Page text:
Michaud, Pingree call for federal review of rail safety

Brian Feulner/Bangor Daily News

Tankers remain on a rail off of Route 2 in Hermon on Friday, July 12, 2013. The recent train derailment that left as many as 50 people in the small Quebec town of Lac-Megantic dead has stirred a debate about the delivery process of crude oil.

A week after an oil-tanker train exploded in the Quebec town of Lac-Megantic, leaving as many as 60 people presumed dead or missing, Maine U.S. Reps. Chellie Pingree and Mike Michaud on Thursday called for a federal investigation into the safety of the infrastructure used to transport crude oil and gas by rail through Maine.

The train that crashed in Quebec was carrying about 50,000 barrels of crude from North Dakota’s Bakken shale development to Irving Oil’s plant in Saint John, New Brunswick, Reuters reported. That plant processes an average of 300,000 barrels of oil per day.

In a letter to the National Transportation Safety Board, the Federal Railroad Administration and the U.S. Department of Transportation, Michaud and Pingree wrote that “a full accounting of the vulnerabilities of the existing infrastructure” is necessary. Maine’s two U.S. House representatives also asked that the government identify and quickly address any safety issues.

“The route of the Montreal, Maine and Atlantic Railway train that derailed in Lac-Megantic would have taken it directly through Maine and into New Brunswick,” they wrote. “Other trains routinely transport crude oil and other hazardous materials through southern Maine and into Canada.”

On Tuesday, Maine Gov. Paul LePage issued an executive order directing the state’s Department of Transportation to review the safety of freight rail transportation in Maine. Democrats in the Legislature also called for a review of the state’s rail system, with an eye toward implementing measures that would improve safety standards.

In the last year, crude oil shipments through Maine have increased 15 times, from 2,000 barrels per day to nearly 30,000 barrels per day crossing into Maine by rail in March, according to Pingree and Michaud.

“In addition, there have been three derailments of trains carrying hazardous materials in Maine during just the last six months,” they wrote, in calling for a new federal probe of rail transport of crude oil.

The Transportation Safety Board of Canada is investigating the July 6 explosion in Lac-Megantic. So far, the investigation has focused on the train’s hand brakes.

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FRANK EARLEY's picture

Why does this always happen??????????

Every time there's a big enough accident, there has to be those public officials who for whatever reason, need to get their name in the paper calling for an investigation. What are they going to investigate that hasn't already been gone over a thousand times. I feel pretty confident the powers that be will find out what happened. Even with out the political "Push" for an investigation.
Why are only two Representatives calling for this big investigation. Why not all the Representatives? It's nothing more than a couple of people trying to capitalize on tragedy. pure and simple. Now if they want to investigate anyone, they should start with the CEO of the company, Mr Burkhardt. I have seen so many guys like him years ago in the trucking industry, He will say or do anything to deflect responsibility from his company. The driver is usually the first to get it. Then there's the equipment failures which will come up if they clear the engineer. I'm surprised he didn't report the train stolen twenty four hours after the wreck.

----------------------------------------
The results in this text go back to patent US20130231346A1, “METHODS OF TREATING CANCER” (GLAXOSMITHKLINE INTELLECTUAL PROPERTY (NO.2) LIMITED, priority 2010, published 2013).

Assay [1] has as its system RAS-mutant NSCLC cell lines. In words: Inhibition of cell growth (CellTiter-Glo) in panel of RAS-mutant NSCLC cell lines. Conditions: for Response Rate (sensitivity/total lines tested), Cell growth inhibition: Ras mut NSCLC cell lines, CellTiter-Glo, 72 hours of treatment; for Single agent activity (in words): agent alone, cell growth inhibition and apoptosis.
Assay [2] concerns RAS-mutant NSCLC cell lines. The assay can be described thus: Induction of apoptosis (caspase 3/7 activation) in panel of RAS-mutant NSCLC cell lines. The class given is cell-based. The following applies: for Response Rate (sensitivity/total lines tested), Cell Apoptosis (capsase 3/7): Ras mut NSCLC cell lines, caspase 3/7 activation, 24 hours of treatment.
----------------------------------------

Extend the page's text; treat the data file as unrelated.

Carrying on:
He hasn't mentioned who authorized the engines to be shut down to extinguish the fire. where was the fire and what if any involvement did the engineer have in fighting the fire and disabling the air compression to the brakes. That is what caused the wreck the compressors being disabled. Would it be reasonable for the engineer to foresee such circumstances? Five hand brakes or twenty five hand brakes, it's whoever cut power to the engines shutting off the compressors that are most likely at fault here.
That engineer knew how to secure the train, there was a fire, the engineer was at a hotel. Once the integrity of that train is compromised, in any way, the responsibility to the engineer should be relinquished. Those are the kind of questions and scenarios that should be investigated, not whose fault it was.......

PAUL ST JEAN's picture

A federal investigation? They

A federal investigation?
They couldn't handle a rough crowd in Bengahzi, they have no control over the IRS, they can't manage the ACA even though it isn't anywhere near fully implemented, and they're going to do a federal investigation into to the safety of the railroad infrastucture in Maine. Man, that's a load off my mind. I'll be sure to sleep well tonight.

Bob White's picture

Mr. President

Mr. Obama you have blood on your hands let the pipeline go !!!!!!!!!

Jason Theriault's picture


That's just uninformed crap right there. Now, I'm not against the keystone pipline, but the fact of the matter is that this oil could have been sent via Maine's pipeline, and according to the sunjournal article on how Pan Am is behind on their payment, the pipeline is far below capacity(running at 150,000 out of 350,000)

So if they wanted to, they could be using the pipeline.



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